Running from the Mirror**  Running from the Mirror is published by Sandra Jonas Publishing House LLC and is available on Kindle @ $5.99  and in Paperback @ $14.95.



© Natalie Wood (26 August 2016)

Tuesday, 23 August 2016

Should Buyers Beware the Seven Pillars of Success?

“Wisdom has built her house; she has hewn her seven pillars.”

(Proverbs, Chapter 9)

The Art of Success  suggests James Melouney, rests on seven pillars.

James MelouneyBut the 134 ‘exemplars’ of achievement the business strategist cites in his self-help book** include neither the biblical quotation above nor the memoir of British soldier T E Lawrence (‘Lawrence of Arabia’) that helped to form the basis of the epic movie named after him.

As motivational speaking is not my subject, I came to Melouney’s book as a fresh, unbiased reader. Still, as an unreconstructed cynic, I’m the one he’ll never convince.

Sorry! It’s a cliché but also a useful rule of thumb that the world’s most successful people have always had a great sense of personal destiny mixed with inordinate hubris. They are natural-born leaders, incredibly pushy and impossible to embarrass, even when proven to be woefully ignorant.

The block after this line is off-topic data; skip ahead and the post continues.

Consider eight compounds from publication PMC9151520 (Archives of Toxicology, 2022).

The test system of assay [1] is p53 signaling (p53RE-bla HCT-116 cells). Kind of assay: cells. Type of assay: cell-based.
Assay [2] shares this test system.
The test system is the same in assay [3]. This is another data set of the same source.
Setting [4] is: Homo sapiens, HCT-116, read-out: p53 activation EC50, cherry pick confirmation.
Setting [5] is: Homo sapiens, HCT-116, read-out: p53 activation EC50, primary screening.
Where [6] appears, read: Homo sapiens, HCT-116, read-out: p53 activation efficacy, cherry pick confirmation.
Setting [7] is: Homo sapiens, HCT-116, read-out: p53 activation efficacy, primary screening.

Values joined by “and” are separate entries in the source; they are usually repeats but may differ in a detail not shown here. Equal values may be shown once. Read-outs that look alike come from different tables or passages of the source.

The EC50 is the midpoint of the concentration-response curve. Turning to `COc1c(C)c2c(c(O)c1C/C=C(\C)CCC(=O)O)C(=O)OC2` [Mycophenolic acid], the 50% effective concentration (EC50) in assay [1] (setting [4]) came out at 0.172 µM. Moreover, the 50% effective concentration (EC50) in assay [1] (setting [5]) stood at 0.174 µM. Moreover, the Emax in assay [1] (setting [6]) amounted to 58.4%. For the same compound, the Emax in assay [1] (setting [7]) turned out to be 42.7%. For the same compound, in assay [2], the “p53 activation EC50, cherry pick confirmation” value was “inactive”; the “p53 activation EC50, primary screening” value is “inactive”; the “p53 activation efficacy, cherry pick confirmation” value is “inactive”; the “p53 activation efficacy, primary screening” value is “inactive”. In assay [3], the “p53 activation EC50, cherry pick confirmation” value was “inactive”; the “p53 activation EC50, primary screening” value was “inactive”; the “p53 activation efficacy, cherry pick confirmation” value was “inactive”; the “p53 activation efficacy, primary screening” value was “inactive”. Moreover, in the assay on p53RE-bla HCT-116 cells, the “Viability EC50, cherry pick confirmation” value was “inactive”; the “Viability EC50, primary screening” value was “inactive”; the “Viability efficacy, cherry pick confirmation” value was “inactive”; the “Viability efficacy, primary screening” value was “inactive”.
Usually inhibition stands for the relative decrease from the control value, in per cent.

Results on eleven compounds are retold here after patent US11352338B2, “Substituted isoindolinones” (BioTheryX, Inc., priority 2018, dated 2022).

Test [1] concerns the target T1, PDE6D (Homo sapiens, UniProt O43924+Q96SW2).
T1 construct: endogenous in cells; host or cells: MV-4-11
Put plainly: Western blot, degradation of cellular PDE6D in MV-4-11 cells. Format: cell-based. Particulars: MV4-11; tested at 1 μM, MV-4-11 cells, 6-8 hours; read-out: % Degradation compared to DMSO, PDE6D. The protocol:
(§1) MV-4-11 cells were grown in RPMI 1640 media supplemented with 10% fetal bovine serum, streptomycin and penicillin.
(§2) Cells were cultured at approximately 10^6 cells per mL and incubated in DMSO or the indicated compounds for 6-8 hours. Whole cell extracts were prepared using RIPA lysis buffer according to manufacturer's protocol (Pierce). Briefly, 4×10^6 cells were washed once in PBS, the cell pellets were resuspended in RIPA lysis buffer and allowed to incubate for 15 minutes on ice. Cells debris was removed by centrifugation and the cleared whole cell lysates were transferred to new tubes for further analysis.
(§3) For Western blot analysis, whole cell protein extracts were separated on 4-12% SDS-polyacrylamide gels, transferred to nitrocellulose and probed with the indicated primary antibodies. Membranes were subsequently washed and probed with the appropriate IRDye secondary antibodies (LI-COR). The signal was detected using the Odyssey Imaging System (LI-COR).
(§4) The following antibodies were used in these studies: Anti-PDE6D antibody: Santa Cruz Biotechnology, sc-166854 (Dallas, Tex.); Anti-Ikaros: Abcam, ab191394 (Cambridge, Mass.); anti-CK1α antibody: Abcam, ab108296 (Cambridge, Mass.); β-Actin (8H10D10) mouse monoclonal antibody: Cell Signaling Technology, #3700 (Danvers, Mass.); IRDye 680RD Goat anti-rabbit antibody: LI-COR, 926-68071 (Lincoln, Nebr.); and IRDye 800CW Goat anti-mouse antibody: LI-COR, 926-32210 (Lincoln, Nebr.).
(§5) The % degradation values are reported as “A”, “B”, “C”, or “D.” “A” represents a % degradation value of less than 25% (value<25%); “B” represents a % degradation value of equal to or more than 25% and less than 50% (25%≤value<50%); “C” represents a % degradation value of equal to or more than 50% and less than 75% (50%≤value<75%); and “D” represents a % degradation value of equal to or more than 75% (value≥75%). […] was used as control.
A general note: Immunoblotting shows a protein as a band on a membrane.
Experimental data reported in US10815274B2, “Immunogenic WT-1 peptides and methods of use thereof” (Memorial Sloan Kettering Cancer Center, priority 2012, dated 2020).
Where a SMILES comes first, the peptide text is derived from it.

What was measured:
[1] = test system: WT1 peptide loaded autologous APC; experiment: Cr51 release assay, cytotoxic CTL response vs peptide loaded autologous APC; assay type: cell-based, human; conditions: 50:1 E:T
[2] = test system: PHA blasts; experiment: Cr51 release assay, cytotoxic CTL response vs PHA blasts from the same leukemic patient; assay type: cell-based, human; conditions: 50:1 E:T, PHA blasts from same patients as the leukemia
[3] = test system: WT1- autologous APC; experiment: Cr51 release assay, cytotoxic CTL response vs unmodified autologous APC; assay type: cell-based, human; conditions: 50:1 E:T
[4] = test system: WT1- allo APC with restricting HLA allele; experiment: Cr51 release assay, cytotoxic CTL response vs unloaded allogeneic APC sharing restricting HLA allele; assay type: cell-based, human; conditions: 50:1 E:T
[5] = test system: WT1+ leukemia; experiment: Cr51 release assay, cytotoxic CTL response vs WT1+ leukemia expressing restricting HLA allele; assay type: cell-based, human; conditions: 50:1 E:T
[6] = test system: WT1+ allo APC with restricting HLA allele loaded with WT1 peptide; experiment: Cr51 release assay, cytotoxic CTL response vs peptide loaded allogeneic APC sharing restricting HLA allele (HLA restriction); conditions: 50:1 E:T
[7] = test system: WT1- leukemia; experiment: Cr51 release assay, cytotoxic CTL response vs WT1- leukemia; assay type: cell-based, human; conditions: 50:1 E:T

Further, I resent being fed stirring messages from people who’ve died far too young from horrible diseases as it filters through as emotional blackmail. It cannot account for the fact we all have different intellectual as well as physical capabilities; that some people are simply born smarter than others and this is why ordinary parents sometimes produce geniuses.

I don’t know Melouney but he comes across as a very personable, likeable man with a deep understanding of his craft. However I have one other caveat:

He should reconsider some of the sources he quotes and figures he lauds. I researched many of his authorities and one pair, Chet Holmes (deceased) and Tony Robbins have faced accusations of false advertising. The allegations are not mine. I am simply passing on the information  from 2010-2011 for the benefit of anyone reading this.

** The Art of Success is published by Blue Cord Books @ $2.99 (Kindle);  $14.99 (Paperback); $24.99 (Hardcover).

© Natalie Wood (23 August 2016)